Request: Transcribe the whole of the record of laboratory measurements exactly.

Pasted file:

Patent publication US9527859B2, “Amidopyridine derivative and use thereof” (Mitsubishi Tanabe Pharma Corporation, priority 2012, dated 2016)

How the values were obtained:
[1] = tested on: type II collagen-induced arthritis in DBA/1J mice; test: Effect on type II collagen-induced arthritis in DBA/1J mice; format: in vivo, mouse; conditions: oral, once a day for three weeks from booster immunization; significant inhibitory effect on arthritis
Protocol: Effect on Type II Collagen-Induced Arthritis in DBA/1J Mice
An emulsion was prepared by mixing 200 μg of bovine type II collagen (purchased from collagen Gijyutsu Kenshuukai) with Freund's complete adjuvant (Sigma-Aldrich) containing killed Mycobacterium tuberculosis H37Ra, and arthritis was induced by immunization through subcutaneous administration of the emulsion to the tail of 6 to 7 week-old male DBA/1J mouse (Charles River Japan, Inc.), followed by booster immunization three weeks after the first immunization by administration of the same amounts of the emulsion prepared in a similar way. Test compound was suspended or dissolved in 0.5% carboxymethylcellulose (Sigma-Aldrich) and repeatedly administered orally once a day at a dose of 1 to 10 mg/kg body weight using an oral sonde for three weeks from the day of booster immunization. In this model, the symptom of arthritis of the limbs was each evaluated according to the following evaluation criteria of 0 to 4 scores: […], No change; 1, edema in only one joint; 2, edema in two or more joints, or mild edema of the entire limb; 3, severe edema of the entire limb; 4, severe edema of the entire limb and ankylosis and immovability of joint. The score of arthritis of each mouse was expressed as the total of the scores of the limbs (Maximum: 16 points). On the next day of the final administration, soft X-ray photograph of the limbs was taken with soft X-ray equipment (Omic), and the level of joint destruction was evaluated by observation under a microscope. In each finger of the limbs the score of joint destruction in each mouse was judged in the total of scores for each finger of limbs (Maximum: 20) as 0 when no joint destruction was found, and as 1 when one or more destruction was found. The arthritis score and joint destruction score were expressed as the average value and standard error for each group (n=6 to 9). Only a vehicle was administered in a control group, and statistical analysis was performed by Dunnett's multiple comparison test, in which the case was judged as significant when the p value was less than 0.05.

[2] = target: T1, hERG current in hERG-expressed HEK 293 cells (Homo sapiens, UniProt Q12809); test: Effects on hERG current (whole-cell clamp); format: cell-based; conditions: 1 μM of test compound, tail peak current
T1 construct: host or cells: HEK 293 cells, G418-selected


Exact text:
Patent publication US9527859B2, “Amidopyridine derivative and use thereof” (Mitsubishi Tanabe Pharma Corporation, priority 2012, dated 2016)

How the values were obtained:
[1] = tested on: type II collagen-induced arthritis in DBA/1J mice; test: Effect on type II collagen-induced arthritis in DBA/1J mice; format: in vivo, mouse; conditions: oral, once a day for three weeks from booster immunization; significant inhibitory effect on arthritis
Protocol: Effect on Type II Collagen-Induced Arthritis in DBA/1J Mice
An emulsion was prepared by mixing 200 μg of bovine type II collagen (purchased from collagen Gijyutsu Kenshuukai) with Freund's complete adjuvant (Sigma-Aldrich) containing killed Mycobacterium tuberculosis H37Ra, and arthritis was induced by immunization through subcutaneous administration of the emulsion to the tail of 6 to 7 week-old male DBA/1J mouse (Charles River Japan, Inc.), followed by booster immunization three weeks after the first immunization by administration of the same amounts of the emulsion prepared in a similar way. Test compound was suspended or dissolved in 0.5% carboxymethylcellulose (Sigma-Aldrich) and repeatedly administered orally once a day at a dose of 1 to 10 mg/kg body weight using an oral sonde for three weeks from the day of booster immunization. In this model, the symptom of arthritis of the limbs was each evaluated according to the following evaluation criteria of 0 to 4 scores: […], No change; 1, edema in only one joint; 2, edema in two or more joints, or mild edema of the entire limb; 3, severe edema of the entire limb; 4, severe edema of the entire limb and ankylosis and immovability of joint. The score of arthritis of each mouse was expressed as the total of the scores of the limbs (Maximum: 16 points). On the next day of the final administration, soft X-ray photograph of the limbs was taken with soft X-ray equipment (Omic), and the level of joint destruction was evaluated by observation under a microscope. In each finger of the limbs the score of joint destruction in each mouse was judged in the total of scores for each finger of limbs (Maximum: 20) as 0 when no joint destruction was found, and as 1 when one or more destruction was found. The arthritis score and joint destruction score were expressed as the average value and standard error for each group (n=6 to 9). Only a vehicle was administered in a control group, and statistical analysis was performed by Dunnett's multiple comparison test, in which the case was judged as significant when the p value was less than 0.05.

[2] = target: T1, hERG current in hERG-expressed HEK 293 cells (Homo sapiens, UniProt Q12809); test: Effects on hERG current (whole-cell clamp); format: cell-based; conditions: 1 μM of test compound, tail peak current
T1 construct: host or cells: HEK 293 cells, G418-selected